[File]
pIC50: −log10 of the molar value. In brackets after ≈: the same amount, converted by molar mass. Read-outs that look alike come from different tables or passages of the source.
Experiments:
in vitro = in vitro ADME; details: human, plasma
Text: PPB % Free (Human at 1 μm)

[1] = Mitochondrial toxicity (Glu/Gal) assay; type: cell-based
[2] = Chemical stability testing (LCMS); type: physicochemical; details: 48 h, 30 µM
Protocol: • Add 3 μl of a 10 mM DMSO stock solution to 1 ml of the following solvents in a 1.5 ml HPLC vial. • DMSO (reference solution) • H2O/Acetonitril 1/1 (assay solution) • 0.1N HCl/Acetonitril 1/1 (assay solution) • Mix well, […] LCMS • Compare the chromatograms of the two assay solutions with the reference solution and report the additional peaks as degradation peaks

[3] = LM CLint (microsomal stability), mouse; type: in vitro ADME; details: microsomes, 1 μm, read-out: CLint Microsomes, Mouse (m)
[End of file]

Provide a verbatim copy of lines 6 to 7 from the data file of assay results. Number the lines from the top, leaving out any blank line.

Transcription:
[2] = Chemical stability testing (LCMS); type: physicochemical; details: 48 h, 30 µM
Protocol: • Add 3 μl of a 10 mM DMSO stock solution to 1 ml of the following solvents in a 1.5 ml HPLC vial. • DMSO (reference solution) • H2O/Acetonitril 1/1 (assay solution) • 0.1N HCl/Acetonitril 1/1 (assay solution) • Mix well, […] LCMS • Compare the chromatograms of the two assay solutions with the reference solution and report the additional peaks as degradation peaks